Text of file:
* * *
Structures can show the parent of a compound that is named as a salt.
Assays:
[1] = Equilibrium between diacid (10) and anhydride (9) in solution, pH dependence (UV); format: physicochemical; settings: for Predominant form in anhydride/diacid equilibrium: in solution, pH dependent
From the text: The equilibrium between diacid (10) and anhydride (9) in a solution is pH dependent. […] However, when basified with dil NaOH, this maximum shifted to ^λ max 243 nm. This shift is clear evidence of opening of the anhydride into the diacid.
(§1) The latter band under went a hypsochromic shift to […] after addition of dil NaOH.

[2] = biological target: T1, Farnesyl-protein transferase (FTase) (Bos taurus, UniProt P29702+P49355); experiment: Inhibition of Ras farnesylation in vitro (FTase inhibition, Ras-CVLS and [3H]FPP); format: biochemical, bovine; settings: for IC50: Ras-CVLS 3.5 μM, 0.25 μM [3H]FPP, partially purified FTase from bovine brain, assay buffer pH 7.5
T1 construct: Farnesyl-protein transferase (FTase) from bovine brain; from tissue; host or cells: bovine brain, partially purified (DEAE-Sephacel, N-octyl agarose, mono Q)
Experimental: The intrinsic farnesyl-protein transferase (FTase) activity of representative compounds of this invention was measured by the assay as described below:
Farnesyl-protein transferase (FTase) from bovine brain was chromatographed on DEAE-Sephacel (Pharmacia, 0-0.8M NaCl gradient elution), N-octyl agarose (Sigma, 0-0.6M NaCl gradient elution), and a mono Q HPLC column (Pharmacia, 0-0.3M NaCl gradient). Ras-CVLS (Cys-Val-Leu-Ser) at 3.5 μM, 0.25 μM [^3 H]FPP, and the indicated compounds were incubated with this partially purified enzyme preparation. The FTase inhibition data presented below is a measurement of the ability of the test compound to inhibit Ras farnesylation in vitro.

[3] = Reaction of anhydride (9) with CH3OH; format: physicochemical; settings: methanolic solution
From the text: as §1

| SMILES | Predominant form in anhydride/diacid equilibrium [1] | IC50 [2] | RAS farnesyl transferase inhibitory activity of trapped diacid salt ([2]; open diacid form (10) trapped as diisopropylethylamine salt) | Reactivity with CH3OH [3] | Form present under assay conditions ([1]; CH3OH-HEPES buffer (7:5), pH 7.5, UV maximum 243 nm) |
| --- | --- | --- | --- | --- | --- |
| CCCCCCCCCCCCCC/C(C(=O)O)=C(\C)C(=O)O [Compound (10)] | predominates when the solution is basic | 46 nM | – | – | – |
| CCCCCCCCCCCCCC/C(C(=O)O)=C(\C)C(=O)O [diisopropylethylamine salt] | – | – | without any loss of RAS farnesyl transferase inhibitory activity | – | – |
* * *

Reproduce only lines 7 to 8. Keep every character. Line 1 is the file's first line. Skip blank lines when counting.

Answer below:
T1 construct: Farnesyl-protein transferase (FTase) from bovine brain; from tissue; host or cells: bovine brain, partially purified (DEAE-Sephacel, N-octyl agarose, mono Q)
Experimental: The intrinsic farnesyl-protein transferase (FTase) activity of representative compounds of this invention was measured by the assay as described below: